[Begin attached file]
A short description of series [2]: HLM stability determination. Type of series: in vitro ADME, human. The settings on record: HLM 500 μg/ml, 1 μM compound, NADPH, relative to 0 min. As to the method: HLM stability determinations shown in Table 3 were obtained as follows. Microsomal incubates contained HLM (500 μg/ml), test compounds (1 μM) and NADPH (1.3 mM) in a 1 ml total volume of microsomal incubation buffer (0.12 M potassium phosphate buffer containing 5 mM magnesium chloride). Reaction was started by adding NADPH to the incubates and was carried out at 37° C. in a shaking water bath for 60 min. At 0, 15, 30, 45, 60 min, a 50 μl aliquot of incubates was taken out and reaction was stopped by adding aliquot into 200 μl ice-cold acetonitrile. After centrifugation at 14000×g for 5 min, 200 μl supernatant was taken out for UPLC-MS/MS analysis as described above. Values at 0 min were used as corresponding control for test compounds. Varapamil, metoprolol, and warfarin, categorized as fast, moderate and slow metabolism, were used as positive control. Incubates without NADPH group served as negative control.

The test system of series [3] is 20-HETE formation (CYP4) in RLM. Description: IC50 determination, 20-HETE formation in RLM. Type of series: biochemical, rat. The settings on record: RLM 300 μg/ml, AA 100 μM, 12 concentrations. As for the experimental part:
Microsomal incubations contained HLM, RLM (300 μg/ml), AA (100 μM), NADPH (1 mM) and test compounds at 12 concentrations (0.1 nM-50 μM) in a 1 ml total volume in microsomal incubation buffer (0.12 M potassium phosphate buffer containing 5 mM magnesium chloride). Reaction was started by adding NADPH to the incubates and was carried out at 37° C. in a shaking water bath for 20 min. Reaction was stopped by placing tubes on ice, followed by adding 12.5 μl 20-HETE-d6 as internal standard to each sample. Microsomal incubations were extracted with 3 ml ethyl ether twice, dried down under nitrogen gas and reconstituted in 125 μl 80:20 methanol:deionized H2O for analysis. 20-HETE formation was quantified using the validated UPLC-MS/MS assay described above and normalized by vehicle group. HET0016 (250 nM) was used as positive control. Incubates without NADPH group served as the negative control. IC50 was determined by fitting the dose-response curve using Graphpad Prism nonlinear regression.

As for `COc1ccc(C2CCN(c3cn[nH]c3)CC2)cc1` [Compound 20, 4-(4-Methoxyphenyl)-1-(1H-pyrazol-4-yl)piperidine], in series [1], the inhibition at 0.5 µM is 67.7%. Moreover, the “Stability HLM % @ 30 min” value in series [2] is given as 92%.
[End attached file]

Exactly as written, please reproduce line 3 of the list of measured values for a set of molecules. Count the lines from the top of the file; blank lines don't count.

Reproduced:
Microsomal incubations contained HLM, RLM (300 μg/ml), AA (100 μM), NADPH (1 mM) and test compounds at 12 concentrations (0.1 nM-50 μM) in a 1 ml total volume in microsomal incubation buffer (0.12 M potassium phosphate buffer containing 5 mM magnesium chloride). Reaction was started by adding NADPH to the incubates and was carried out at 37° C. in a shaking water bath for 20 min. Reaction was stopped by placing tubes on ice, followed by adding 12.5 μl 20-HETE-d6 as internal standard to each sample. Microsomal incubations were extracted with 3 ml ethyl ether twice, dried down under nitrogen gas and reconstituted in 125 μl 80:20 methanol:deionized H2O for analysis. 20-HETE formation was quantified using the validated UPLC-MS/MS assay described above and normalized by vehicle group. HET0016 (250 nM) was used as positive control. Incubates without NADPH group served as the negative control. IC50 was determined by fitting the dose-response curve using Graphpad Prism nonlinear regression.